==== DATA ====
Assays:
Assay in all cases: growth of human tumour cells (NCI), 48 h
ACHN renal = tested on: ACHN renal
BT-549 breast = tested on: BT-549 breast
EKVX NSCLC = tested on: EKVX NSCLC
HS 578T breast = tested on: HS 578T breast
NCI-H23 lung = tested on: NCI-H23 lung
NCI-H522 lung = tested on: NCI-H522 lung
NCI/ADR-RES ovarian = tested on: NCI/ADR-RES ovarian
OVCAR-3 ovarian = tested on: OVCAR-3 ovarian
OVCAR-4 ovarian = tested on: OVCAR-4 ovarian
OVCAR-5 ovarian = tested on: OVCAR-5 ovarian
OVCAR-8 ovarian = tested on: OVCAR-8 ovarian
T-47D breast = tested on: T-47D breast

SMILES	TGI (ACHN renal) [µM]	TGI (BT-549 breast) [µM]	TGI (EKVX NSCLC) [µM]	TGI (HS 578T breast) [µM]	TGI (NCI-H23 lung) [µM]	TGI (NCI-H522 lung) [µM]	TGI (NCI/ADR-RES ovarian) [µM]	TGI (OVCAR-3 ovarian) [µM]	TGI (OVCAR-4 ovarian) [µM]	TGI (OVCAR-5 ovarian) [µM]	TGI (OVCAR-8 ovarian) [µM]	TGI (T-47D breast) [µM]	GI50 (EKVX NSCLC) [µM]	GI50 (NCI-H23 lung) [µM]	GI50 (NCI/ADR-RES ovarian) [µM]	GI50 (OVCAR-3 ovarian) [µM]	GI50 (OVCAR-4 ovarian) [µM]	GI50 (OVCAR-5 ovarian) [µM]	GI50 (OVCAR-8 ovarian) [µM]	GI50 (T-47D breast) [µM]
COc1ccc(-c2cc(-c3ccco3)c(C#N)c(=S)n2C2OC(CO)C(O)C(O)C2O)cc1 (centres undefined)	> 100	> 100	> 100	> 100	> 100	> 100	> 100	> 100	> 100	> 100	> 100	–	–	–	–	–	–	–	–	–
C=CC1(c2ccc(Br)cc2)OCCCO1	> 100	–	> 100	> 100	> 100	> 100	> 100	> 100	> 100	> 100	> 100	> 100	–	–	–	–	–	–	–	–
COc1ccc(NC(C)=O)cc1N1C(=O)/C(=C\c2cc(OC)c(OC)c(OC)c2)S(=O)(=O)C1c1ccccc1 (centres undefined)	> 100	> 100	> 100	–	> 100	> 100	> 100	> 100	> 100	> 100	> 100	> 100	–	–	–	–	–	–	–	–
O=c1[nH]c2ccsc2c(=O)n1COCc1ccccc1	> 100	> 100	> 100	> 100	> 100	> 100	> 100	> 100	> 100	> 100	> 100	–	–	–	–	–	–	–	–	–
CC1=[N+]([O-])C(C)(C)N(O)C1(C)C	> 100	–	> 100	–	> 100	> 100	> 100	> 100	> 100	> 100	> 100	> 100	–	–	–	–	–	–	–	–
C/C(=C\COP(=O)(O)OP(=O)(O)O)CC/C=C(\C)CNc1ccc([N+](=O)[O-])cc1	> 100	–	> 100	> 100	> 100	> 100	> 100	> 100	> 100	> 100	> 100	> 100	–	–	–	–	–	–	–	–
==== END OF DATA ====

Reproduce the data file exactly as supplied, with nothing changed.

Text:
Assays:
Assay in all cases: growth of human tumour cells (NCI), 48 h
ACHN renal = tested on: ACHN renal
BT-549 breast = tested on: BT-549 breast
EKVX NSCLC = tested on: EKVX NSCLC
HS 578T breast = tested on: HS 578T breast
NCI-H23 lung = tested on: NCI-H23 lung
NCI-H522 lung = tested on: NCI-H522 lung
NCI/ADR-RES ovarian = tested on: NCI/ADR-RES ovarian
OVCAR-3 ovarian = tested on: OVCAR-3 ovarian
OVCAR-4 ovarian = tested on: OVCAR-4 ovarian
OVCAR-5 ovarian = tested on: OVCAR-5 ovarian
OVCAR-8 ovarian = tested on: OVCAR-8 ovarian
T-47D breast = tested on: T-47D breast

SMILES	TGI (ACHN renal) [µM]	TGI (BT-549 breast) [µM]	TGI (EKVX NSCLC) [µM]	TGI (HS 578T breast) [µM]	TGI (NCI-H23 lung) [µM]	TGI (NCI-H522 lung) [µM]	TGI (NCI/ADR-RES ovarian) [µM]	TGI (OVCAR-3 ovarian) [µM]	TGI (OVCAR-4 ovarian) [µM]	TGI (OVCAR-5 ovarian) [µM]	TGI (OVCAR-8 ovarian) [µM]	TGI (T-47D breast) [µM]	GI50 (EKVX NSCLC) [µM]	GI50 (NCI-H23 lung) [µM]	GI50 (NCI/ADR-RES ovarian) [µM]	GI50 (OVCAR-3 ovarian) [µM]	GI50 (OVCAR-4 ovarian) [µM]	GI50 (OVCAR-5 ovarian) [µM]	GI50 (OVCAR-8 ovarian) [µM]	GI50 (T-47D breast) [µM]
COc1ccc(-c2cc(-c3ccco3)c(C#N)c(=S)n2C2OC(CO)C(O)C(O)C2O)cc1 (centres undefined)	> 100	> 100	> 100	> 100	> 100	> 100	> 100	> 100	> 100	> 100	> 100	–	–	–	–	–	–	–	–	–
C=CC1(c2ccc(Br)cc2)OCCCO1	> 100	–	> 100	> 100	> 100	> 100	> 100	> 100	> 100	> 100	> 100	> 100	–	–	–	–	–	–	–	–
COc1ccc(NC(C)=O)cc1N1C(=O)/C(=C\c2cc(OC)c(OC)c(OC)c2)S(=O)(=O)C1c1ccccc1 (centres undefined)	> 100	> 100	> 100	–	> 100	> 100	> 100	> 100	> 100	> 100	> 100	> 100	–	–	–	–	–	–	–	–
O=c1[nH]c2ccsc2c(=O)n1COCc1ccccc1	> 100	> 100	> 100	> 100	> 100	> 100	> 100	> 100	> 100	> 100	> 100	–	–	–	–	–	–	–	–	–
CC1=[N+]([O-])C(C)(C)N(O)C1(C)C	> 100	–	> 100	–	> 100	> 100	> 100	> 100	> 100	> 100	> 100	> 100	–	–	–	–	–	–	–	–
C/C(=C\COP(=O)(O)OP(=O)(O)O)CC/C=C(\C)CNc1ccc([N+](=O)[O-])cc1	> 100	–	> 100	> 100	> 100	> 100	> 100	> 100	> 100	> 100	> 100	> 100	–	–	–	–	–	–	–	–